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EU Urban Mobility Observatory
News article9 July 20181 min read

Air pollution increased in Spain in 2017, a new study reports

In 2017, air quality worsened in Spain as a result of the economic recovery, as a result, a total of 45 million people (~97% of the population) breathed polluted air in 2017, according to Spanish confederation, Ecologists in Action (Ong Ecologistas en Acción).

In their report titled “Air quality in the Spanish State during 2017”, the confederation announced that 88% of the national territory was exposed to dangerous levels of air pollution. The study has analyzed data from 800 official measurement stations and for the first time included information coming from state ports.

Overall, in 2017, levels of pollution from particulate matter (PM10 and PM2.5), nitrogen dioxide (NO2), tropospheric ozone (O3) and sulphur dioxide (SO2) increased. Thus, 2017 is the second year since the beginning of the economic crisis that registers the highest levels of pollution. For the confederation, this explains the "significant worsening" of the situation and the larger population and territory affected. Specifically, it concludes that according to the standards of European and Spanish regulations that are more lax than the World Health Organisation's own recommendations, a total of 17.5 million people (38% of the total) breathed polluted air above the legal limits. This figure represents half a million people who were worse affected compared to the previous year.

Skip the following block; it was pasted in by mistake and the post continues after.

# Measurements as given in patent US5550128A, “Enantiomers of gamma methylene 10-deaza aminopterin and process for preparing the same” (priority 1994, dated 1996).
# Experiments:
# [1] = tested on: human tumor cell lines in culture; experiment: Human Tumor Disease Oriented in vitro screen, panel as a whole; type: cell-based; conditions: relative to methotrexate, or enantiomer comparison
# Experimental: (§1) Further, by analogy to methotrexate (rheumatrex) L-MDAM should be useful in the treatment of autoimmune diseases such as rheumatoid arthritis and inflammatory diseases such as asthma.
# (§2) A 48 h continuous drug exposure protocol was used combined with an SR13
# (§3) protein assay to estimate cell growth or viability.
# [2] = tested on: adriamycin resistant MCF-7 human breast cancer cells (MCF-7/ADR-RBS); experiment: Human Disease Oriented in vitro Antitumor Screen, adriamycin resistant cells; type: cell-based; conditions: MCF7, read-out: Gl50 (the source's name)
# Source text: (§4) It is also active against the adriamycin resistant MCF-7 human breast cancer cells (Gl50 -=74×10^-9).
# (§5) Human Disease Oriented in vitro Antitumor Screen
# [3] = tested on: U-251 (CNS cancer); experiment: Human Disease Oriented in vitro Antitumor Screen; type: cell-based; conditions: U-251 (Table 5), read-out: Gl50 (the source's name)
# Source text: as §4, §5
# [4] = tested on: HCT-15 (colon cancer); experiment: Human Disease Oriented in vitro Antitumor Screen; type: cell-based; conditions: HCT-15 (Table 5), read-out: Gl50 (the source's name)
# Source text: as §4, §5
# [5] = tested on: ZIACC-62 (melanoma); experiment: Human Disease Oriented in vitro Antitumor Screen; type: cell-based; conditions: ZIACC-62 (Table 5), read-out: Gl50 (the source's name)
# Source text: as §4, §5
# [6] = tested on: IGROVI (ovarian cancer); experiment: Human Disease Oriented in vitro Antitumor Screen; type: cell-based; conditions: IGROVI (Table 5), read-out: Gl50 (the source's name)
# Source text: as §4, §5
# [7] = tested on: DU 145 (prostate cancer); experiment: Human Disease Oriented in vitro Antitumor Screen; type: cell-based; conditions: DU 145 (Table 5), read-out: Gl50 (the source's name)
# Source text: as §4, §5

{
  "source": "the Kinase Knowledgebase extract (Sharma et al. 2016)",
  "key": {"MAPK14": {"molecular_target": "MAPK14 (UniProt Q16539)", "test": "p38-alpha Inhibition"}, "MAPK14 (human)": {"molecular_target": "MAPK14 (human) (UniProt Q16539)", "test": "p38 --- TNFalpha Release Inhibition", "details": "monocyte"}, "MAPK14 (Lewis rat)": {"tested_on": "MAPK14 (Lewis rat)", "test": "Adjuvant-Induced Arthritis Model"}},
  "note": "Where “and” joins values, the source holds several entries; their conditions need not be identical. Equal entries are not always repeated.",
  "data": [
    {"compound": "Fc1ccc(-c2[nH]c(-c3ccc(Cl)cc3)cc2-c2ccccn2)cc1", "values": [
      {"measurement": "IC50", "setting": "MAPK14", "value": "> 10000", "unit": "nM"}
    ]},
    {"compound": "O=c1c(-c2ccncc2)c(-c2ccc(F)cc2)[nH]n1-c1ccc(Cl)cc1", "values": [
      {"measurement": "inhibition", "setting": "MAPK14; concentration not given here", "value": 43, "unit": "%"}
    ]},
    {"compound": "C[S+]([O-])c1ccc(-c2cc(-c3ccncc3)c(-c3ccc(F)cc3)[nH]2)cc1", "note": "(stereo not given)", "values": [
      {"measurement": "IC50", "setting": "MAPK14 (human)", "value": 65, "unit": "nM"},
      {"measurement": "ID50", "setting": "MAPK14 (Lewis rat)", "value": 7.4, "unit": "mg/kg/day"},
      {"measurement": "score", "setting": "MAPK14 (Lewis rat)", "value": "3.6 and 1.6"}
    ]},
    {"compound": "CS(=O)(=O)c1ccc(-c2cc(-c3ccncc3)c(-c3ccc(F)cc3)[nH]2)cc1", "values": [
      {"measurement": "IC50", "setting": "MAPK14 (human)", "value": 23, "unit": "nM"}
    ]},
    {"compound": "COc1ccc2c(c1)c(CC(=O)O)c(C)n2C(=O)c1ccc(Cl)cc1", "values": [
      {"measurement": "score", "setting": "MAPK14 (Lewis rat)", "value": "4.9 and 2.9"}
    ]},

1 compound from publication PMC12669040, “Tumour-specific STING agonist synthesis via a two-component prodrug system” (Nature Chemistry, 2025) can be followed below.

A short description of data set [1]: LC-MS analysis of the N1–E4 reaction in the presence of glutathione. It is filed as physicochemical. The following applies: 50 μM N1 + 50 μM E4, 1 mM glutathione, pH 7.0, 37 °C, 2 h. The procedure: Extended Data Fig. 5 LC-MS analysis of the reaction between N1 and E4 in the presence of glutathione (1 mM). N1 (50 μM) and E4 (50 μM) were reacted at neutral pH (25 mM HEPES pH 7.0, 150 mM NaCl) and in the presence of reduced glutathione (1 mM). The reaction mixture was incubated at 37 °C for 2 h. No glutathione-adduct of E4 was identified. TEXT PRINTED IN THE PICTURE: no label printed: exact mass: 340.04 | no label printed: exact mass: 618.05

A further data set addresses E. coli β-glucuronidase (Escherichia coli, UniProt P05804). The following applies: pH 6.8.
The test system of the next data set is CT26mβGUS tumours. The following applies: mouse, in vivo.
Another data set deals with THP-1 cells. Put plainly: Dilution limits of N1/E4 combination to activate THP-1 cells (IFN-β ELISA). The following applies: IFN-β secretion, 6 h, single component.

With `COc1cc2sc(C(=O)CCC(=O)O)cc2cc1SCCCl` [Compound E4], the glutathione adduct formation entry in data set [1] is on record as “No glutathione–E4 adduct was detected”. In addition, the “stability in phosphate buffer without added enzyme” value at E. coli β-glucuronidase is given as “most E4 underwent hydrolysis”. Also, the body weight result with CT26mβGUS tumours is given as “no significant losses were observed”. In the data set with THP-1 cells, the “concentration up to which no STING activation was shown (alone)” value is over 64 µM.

Among the recommendations suggested by Ecologists in Action, the importance of elaborating and adopting Air Quality Improvement Plans and short-term action plans at the municipal level has been highlighted. The report puts forward a range of proposals to improve air quality, such as reducing traffic, reducing mobility needs, promoting public transport and facilitating the use of bicycles in cities. With regard to industrial pollution, it calls for a drastic reduction in electricity generation in thermal power stations, especially coal-fired power stations, increased support for renewable energies and the penalisation of both diesel and waste incineration. Finally, it calls on the new Spanish Government to promote an emissions control area for maritime transport in European waters, based on the one existing since 2015 in the Baltic and North Seas.

Source: Story first published in July on Transport&Environment



Publication date
9 July 2018
  • Policy and research
  • Spain